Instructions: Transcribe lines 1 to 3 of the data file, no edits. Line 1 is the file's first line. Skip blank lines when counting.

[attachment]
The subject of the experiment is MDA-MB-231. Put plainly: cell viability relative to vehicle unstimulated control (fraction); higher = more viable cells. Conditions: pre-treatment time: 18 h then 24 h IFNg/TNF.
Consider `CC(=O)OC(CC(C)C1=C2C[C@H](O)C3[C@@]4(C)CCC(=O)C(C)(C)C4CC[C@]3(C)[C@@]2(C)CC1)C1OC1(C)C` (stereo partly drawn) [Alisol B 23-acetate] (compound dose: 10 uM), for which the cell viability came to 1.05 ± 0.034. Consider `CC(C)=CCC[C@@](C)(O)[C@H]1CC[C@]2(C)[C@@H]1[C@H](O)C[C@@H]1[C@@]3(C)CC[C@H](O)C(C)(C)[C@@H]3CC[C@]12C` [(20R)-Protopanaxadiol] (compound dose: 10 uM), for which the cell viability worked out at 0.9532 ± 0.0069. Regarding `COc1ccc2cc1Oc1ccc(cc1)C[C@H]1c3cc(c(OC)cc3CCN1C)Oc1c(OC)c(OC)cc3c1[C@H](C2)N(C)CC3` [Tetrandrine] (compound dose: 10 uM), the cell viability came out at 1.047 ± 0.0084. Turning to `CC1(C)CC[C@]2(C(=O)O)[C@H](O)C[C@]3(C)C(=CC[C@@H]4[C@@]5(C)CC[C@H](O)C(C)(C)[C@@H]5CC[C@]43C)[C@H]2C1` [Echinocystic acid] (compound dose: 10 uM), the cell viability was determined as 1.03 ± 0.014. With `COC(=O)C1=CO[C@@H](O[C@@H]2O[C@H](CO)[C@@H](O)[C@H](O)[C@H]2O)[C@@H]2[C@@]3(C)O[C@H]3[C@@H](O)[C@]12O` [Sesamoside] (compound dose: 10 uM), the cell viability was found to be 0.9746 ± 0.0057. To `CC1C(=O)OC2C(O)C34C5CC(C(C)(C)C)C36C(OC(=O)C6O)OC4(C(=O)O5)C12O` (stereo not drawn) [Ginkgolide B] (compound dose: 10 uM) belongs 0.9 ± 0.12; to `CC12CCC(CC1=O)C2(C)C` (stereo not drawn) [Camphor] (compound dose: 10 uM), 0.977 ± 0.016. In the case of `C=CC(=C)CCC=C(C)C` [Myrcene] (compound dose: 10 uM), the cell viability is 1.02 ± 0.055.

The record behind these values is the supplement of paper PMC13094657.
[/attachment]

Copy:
The subject of the experiment is MDA-MB-231. Put plainly: cell viability relative to vehicle unstimulated control (fraction); higher = more viable cells. Conditions: pre-treatment time: 18 h then 24 h IFNg/TNF.
Consider `CC(=O)OC(CC(C)C1=C2C[C@H](O)C3[C@@]4(C)CCC(=O)C(C)(C)C4CC[C@]3(C)[C@@]2(C)CC1)C1OC1(C)C` (stereo partly drawn) [Alisol B 23-acetate] (compound dose: 10 uM), for which the cell viability came to 1.05 ± 0.034. Consider `CC(C)=CCC[C@@](C)(O)[C@H]1CC[C@]2(C)[C@@H]1[C@H](O)C[C@@H]1[C@@]3(C)CC[C@H](O)C(C)(C)[C@@H]3CC[C@]12C` [(20R)-Protopanaxadiol] (compound dose: 10 uM), for which the cell viability worked out at 0.9532 ± 0.0069. Regarding `COc1ccc2cc1Oc1ccc(cc1)C[C@H]1c3cc(c(OC)cc3CCN1C)Oc1c(OC)c(OC)cc3c1[C@H](C2)N(C)CC3` [Tetrandrine] (compound dose: 10 uM), the cell viability came out at 1.047 ± 0.0084. Turning to `CC1(C)CC[C@]2(C(=O)O)[C@H](O)C[C@]3(C)C(=CC[C@@H]4[C@@]5(C)CC[C@H](O)C(C)(C)[C@@H]5CC[C@]43C)[C@H]2C1` [Echinocystic acid] (compound dose: 10 uM), the cell viability was determined as 1.03 ± 0.014. With `COC(=O)C1=CO[C@@H](O[C@@H]2O[C@H](CO)[C@@H](O)[C@H](O)[C@H]2O)[C@@H]2[C@@]3(C)O[C@H]3[C@@H](O)[C@]12O` [Sesamoside] (compound dose: 10 uM), the cell viability was found to be 0.9746 ± 0.0057. To `CC1C(=O)OC2C(O)C34C5CC(C(C)(C)C)C36C(OC(=O)C6O)OC4(C(=O)O5)C12O` (stereo not drawn) [Ginkgolide B] (compound dose: 10 uM) belongs 0.9 ± 0.12; to `CC12CCC(CC1=O)C2(C)C` (stereo not drawn) [Camphor] (compound dose: 10 uM), 0.977 ± 0.016. In the case of `C=CC(=C)CCC=C(C)C` [Myrcene] (compound dose: 10 uM), the cell viability is 1.02 ± 0.055.

The record behind these values is the supplement of paper PMC13094657.